Ben Franklin Bridge
The next phase of the PATCO rail reconstruction project is now underway and should not cause as many delays for riders.
An overturned vehicle is causing a major backup on the Ben Franklin Bridge, westbound into the city.
If you’re traveling between Philadelphia and South Jersey this morning, be aware: The Ben Franklin Bridge will be closed from 7:45 to 9:30 a.m. in both directions.
The past few months of having only a single track to get over the bridge caused some headaches for commuters.
The DRPA also says four lanes to Pennsylvania will be open during morning rush hours and four lanes to New Jersey will be open for the afternoon rush hour.
Ben Franklin Bridge commuters should be able to breathe a sigh of relief next week.
In a letter to residents here by the bridge when the construction began, the DRPA warned of high levels of noise during the sandblasting and painting of the bridge. That was scheduled to go through tomorrow, but the DRPA says they finished the painting on Sunday.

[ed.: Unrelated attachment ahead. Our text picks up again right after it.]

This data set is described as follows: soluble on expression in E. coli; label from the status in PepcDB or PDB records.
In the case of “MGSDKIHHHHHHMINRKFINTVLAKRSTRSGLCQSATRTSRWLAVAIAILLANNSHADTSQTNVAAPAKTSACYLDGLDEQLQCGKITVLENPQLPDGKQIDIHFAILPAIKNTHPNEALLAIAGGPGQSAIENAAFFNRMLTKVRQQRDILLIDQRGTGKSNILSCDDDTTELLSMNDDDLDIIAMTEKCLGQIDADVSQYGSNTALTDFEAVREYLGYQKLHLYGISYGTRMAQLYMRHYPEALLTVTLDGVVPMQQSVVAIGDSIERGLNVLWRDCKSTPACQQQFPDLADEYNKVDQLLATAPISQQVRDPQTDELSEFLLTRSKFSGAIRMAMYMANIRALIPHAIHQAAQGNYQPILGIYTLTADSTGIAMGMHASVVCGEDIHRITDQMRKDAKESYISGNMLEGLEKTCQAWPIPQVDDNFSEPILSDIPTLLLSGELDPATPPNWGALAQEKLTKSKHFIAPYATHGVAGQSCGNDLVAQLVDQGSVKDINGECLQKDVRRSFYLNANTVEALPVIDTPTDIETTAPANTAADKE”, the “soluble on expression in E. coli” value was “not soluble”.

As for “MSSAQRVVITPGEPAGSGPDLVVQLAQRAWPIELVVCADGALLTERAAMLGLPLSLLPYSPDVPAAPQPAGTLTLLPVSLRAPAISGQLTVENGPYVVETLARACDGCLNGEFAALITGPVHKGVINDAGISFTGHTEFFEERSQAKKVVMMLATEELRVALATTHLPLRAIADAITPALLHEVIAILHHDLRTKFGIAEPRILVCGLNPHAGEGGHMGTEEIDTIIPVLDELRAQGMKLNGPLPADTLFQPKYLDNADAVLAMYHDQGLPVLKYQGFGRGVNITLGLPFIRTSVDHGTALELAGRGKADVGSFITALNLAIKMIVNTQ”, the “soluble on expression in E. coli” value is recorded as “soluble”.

Inside the anchorages on either side of the Ben Franklin Bridge — long-forgotten trolley stops that were never put into service.
Commuters on the Ben Franklin Bridge have been inconvenienced with lane closures and gaps in PATCO service since Memorial Day.
Riders should get ready for those long waits at rush hour through about mid-October.
Some good news for commuters who use the PATCO high speed line. Full service across the Ben Franklin Bridge returns on Monday, but don’t get used to it.
According to the fire department, an overturned tractor trailer is backing up traffic near the Ben Franklin Bridge Wednesday afternoon.
Delaware River Port Authority CEO John Hanson says ridership on PATCO trains is down more than six percent over last year.
The SEPTA transit strike comes as roadwork takes place in several areas in the region. AAA Mid-Atlantic is offering travel tips.
A PATCO train was stuck on the Benjamin Franklin Bridge for about 40 minutes Tuesday night.